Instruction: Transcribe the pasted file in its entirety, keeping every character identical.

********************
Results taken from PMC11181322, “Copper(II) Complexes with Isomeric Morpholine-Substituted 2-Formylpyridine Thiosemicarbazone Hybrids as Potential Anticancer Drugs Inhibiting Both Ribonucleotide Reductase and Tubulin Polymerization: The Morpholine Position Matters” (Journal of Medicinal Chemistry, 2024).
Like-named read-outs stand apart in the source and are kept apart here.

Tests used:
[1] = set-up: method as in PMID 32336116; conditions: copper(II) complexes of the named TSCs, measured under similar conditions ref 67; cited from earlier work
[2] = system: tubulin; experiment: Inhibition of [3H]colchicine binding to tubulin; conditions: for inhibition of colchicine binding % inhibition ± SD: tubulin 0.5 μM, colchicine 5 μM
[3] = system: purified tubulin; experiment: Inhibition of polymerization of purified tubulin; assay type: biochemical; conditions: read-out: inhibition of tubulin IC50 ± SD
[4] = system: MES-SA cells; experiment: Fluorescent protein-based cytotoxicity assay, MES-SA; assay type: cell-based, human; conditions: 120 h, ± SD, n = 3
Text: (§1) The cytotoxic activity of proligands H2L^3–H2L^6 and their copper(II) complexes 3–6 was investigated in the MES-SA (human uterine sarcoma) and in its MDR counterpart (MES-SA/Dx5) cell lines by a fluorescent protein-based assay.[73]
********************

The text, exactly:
Results taken from PMC11181322, “Copper(II) Complexes with Isomeric Morpholine-Substituted 2-Formylpyridine Thiosemicarbazone Hybrids as Potential Anticancer Drugs Inhibiting Both Ribonucleotide Reductase and Tubulin Polymerization: The Morpholine Position Matters” (Journal of Medicinal Chemistry, 2024).
Like-named read-outs stand apart in the source and are kept apart here.

Tests used:
[1] = set-up: method as in PMID 32336116; conditions: copper(II) complexes of the named TSCs, measured under similar conditions ref 67; cited from earlier work
[2] = system: tubulin; experiment: Inhibition of [3H]colchicine binding to tubulin; conditions: for inhibition of colchicine binding % inhibition ± SD: tubulin 0.5 μM, colchicine 5 μM
[3] = system: purified tubulin; experiment: Inhibition of polymerization of purified tubulin; assay type: biochemical; conditions: read-out: inhibition of tubulin IC50 ± SD
[4] = system: MES-SA cells; experiment: Fluorescent protein-based cytotoxicity assay, MES-SA; assay type: cell-based, human; conditions: 120 h, ± SD, n = 3
Text: (§1) The cytotoxic activity of proligands H2L^3–H2L^6 and their copper(II) complexes 3–6 was investigated in the MES-SA (human uterine sarcoma) and in its MDR counterpart (MES-SA/Dx5) cell lines by a fluorescent protein-based assay.[73]